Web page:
AN otter cub rescued near Salisbury has been busy building up its strength in preparation to be released back into the wild.

Sarum was found at Old Sarum Hill Fort and was brought into RSPCA West Hatch in Somerset.

She was paired with another cub, Solent, who was found at Nursling near Southampton in October last year.

It is hoped the pair will able to be released later this year.

Solent was so young when she was rescued that at first, she had to be hand-reared.

But once she could fend for herself, as with all otters, staff at the wildlife centre were careful not to handle her too much to ensure she remained as wild as possible.

Sarum arrived a couple of months later on December 21 last year.

She was rescued by Wiltshire Wildlife Hospital in Newton Tony after being found on a doorstep.

The feisty youngster gave the homeowners who found her the shock of their lives after one of them had gone to put their foot to the ground and the pup came out of its hiding place and tried to bite it.

It was a mystery how the pup came to be on the doorstep.

Sarum and Solent spent last winter in a pool pen indoors, but once the weather got better, the West Hatch staff put a pool outside in the paddock, where they are now having fun frolicking in and out of the water.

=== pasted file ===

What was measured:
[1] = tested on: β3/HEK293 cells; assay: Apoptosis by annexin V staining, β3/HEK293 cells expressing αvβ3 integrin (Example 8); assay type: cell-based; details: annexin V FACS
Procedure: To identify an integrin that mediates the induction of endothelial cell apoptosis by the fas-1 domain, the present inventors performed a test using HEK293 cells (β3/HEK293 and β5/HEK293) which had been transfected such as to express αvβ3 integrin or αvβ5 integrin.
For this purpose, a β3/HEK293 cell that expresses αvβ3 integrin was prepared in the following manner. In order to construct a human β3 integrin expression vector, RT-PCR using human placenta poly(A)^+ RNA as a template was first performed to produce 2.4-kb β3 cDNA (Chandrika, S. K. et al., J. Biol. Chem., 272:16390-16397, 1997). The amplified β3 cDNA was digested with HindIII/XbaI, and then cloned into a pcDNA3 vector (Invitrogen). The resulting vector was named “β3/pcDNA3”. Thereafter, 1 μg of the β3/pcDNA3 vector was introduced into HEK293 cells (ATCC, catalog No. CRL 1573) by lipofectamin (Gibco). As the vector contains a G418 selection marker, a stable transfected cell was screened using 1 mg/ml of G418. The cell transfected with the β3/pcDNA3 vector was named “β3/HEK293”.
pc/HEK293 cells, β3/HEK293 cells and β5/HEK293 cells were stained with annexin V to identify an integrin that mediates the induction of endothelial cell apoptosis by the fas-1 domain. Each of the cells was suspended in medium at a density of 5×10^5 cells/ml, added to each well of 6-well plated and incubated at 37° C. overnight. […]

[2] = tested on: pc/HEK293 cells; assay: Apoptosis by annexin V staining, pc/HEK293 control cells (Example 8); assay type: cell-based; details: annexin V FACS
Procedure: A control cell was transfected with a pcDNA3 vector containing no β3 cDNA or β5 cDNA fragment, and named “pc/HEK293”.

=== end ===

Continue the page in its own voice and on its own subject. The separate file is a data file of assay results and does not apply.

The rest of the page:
Bel Deering, the manager of the RSPCA’s West Hatch animal centre, said: “Solent and Sarum enjoy eating trout, which we buy fresh for them. They are very playful and have really enjoyed being out in the paddock having vegetation and water to play around it.

“They adapt things they find to play with – like a length of hose or sticks. They are very social and play together, which helps them to develop their skills for living and hunting in the wild once they are old enough for release.”

The charity says if members of the public find a baby animal that seems to be alone, avoid touching it but just watch it from a distance.

An RSPCA spokesman said: “The RSPCA receives many calls about young animals from people who think they are orphaned but it’s likely that the parents are nearby, waiting for people to leave. Keep an eye on it to see if the parents return. If you’re sure the animal has been orphaned, call the RSPCA on 0300 1234 999.”